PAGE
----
And now, finally, I think I've come to my conclusion.  Huzzah!
yrmencyn: (Default)
It is an absolutely gorgeous day today.  The sky is completely clear and blue, the sun shines strong and bright, and the temperature is coming slightly down now from its mid-afternoon high of around 75.  I decided to take my lunch outside (leftover green onion soup, French bread, and fresh-brewed Assam iced tea), and on the basis of that experience decided to completely disregard my plans to get some hard-core work done on the thesis in the early afternoon.  It's a Friday, it's beautiful out, the jasmine is starting to bloom on the trellis, and I checked out Jeffrey Steingarten's It Must Have Been Something I Ate from the library yesterday.

Instead on working on translations, I sat in the sun and read the Steingarten.  Since it was so pleasantly hot, I changed into my lounging shorts (light nylon ones) and took off my shirt to bask.  Yes, like a lizard.  It's really quite strange, I don't think of myself as a sunbather, yet I do it more and more.  As I was doing an extensive clean of the kitchen earlier, I got to thinking about that.  I always thought of sunbathing as a rather vain activity, but I don't think of myself as a vain person; how to draw the distinction and form a rationale that prevents my brain from hemorrhaging?

I came up with a two-pronged attack.  First, I enjoy the sensation of the sun on my bare skin.  I was lucky enough to be born with pretty dark skin for a white guy, so sunburns are only an issue for me in extreme situations (river rafting for multiple days, high altitudes, etc).  Therefore I feel quite free to indulge in a hearty bath of radiation.  Furthermore, it's a question of self-image.  I see myself as a deeply tanned person.  I've actually been relatively pale for the last few years (about 2000 on, intrinsically linked to no longer directly supervising children in swimming pools every day for six to eight weeks in the summer), but when I was growing up I was dark in the summer.  DARK.  People occasionally thought I was Mexican, which is strange, since my facial features don't really reflect that, but I can't account for other people's inability to discern ethnic heritage.  So now, with my current paleness (relatively speaking), I've got a bit of a disjunct between my internal and external appearances, and it gets to me.  It's one of the reasons I cut off my long hair: my mental self-image has short hair.  I feel more comfortable in my skin when I get darker, hence closer to what I think I should look like.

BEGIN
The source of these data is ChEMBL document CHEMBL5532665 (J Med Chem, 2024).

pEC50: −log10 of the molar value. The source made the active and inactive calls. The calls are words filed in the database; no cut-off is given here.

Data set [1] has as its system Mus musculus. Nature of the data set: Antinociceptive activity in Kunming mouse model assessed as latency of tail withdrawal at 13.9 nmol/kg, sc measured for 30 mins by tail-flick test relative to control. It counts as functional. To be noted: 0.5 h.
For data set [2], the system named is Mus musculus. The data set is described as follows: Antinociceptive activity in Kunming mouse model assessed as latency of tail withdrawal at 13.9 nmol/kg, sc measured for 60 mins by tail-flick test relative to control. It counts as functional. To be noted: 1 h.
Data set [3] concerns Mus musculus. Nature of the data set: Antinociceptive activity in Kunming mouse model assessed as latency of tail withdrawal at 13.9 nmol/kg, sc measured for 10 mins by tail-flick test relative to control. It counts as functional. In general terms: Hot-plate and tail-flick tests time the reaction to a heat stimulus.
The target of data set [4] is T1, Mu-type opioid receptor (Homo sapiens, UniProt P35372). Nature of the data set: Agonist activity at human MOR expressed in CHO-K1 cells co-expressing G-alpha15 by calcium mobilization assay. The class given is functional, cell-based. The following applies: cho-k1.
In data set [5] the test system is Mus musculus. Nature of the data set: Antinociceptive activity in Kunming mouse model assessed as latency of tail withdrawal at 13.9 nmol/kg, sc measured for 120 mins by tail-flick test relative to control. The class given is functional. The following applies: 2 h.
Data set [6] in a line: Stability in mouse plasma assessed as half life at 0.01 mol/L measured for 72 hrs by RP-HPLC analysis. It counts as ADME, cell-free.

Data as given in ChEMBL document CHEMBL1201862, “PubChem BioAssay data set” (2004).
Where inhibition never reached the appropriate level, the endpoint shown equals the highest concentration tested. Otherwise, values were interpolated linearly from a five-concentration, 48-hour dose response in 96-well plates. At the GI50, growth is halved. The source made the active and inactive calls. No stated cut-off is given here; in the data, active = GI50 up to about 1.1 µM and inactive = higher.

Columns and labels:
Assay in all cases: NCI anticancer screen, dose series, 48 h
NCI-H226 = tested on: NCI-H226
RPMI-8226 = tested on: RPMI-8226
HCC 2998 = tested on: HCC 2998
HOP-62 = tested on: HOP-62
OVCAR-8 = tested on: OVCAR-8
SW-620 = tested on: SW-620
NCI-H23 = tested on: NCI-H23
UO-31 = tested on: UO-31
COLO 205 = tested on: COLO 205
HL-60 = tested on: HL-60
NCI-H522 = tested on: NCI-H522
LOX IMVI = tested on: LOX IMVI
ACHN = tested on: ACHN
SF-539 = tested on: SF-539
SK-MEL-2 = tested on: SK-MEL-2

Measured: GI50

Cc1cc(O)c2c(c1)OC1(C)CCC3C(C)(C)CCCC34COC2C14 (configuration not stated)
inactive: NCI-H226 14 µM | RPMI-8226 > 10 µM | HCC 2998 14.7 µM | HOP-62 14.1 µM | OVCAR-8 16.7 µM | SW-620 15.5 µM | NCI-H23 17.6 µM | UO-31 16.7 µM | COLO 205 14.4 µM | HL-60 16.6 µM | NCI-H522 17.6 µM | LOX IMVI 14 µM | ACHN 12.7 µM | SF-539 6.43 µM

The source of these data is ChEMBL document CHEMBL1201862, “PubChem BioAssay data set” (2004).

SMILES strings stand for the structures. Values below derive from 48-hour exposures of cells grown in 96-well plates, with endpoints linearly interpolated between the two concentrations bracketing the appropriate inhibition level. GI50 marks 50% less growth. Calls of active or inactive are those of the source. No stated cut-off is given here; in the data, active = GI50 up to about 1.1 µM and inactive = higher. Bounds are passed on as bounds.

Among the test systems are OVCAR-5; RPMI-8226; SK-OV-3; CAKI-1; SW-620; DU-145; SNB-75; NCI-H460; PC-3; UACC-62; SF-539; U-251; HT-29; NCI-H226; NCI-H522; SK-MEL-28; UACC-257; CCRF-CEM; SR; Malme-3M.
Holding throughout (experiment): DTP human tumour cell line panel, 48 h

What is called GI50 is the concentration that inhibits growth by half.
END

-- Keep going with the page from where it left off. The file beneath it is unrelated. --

Of course, I'm not going to be so obtuse as to completely deny the social conditioning factors inherent here.  As a culture, we like tanned people.  We constantly celebrate the hue of sundrenched bodies.  We think it gives people a healthy glow (although skin cancer specialists rightly hold a differing opinion).  And frankly, I'm willing to buy into the hype.  Cause you know what?  Even after just today, I feel hot.